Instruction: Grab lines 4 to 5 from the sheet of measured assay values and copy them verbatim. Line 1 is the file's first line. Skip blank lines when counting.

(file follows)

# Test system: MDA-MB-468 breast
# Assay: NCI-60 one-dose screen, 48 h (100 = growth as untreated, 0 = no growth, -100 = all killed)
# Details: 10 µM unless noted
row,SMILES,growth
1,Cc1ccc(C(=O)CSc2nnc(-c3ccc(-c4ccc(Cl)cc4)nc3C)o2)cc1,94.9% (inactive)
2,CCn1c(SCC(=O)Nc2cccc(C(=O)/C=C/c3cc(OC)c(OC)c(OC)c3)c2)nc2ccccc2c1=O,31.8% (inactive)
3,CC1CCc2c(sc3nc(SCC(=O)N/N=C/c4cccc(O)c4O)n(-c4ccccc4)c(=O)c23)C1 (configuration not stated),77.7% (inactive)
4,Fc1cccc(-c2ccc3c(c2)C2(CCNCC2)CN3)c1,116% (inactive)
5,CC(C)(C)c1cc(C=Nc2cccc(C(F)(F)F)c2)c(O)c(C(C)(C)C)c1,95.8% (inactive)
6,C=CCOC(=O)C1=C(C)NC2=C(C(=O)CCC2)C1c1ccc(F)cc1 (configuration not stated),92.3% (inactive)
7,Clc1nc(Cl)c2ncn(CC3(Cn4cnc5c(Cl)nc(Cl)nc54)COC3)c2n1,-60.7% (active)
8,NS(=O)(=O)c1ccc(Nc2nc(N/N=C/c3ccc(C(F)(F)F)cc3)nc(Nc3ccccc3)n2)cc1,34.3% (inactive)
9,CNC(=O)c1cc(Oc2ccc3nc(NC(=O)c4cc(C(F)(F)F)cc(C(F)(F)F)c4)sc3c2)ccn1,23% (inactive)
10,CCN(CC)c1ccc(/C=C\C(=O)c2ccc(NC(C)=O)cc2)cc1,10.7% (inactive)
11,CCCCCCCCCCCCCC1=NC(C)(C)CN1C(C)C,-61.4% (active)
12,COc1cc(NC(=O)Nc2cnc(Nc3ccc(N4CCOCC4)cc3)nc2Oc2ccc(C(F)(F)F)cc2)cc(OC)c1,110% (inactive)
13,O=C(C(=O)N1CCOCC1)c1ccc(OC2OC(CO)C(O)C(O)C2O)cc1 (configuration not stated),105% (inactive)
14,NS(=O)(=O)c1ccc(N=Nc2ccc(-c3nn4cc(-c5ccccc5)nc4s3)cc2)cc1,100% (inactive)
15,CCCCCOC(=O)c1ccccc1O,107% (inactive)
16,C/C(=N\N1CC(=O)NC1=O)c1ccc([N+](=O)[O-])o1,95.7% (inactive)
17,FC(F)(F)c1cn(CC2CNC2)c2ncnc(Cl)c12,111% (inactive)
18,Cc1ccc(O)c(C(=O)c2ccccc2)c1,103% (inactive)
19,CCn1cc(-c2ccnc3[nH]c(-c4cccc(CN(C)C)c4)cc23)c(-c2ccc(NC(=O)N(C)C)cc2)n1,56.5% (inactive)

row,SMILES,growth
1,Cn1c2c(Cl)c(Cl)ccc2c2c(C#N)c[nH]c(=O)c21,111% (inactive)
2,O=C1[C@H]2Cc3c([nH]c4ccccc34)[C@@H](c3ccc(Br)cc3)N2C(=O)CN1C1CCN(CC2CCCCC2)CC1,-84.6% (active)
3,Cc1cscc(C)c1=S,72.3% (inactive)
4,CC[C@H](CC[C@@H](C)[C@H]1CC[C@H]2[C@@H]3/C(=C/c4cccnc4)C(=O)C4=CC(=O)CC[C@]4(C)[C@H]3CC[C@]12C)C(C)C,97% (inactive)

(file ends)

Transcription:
row,SMILES,growth
1,Cc1ccc(C(=O)CSc2nnc(-c3ccc(-c4ccc(Cl)cc4)nc3C)o2)cc1,94.9% (inactive)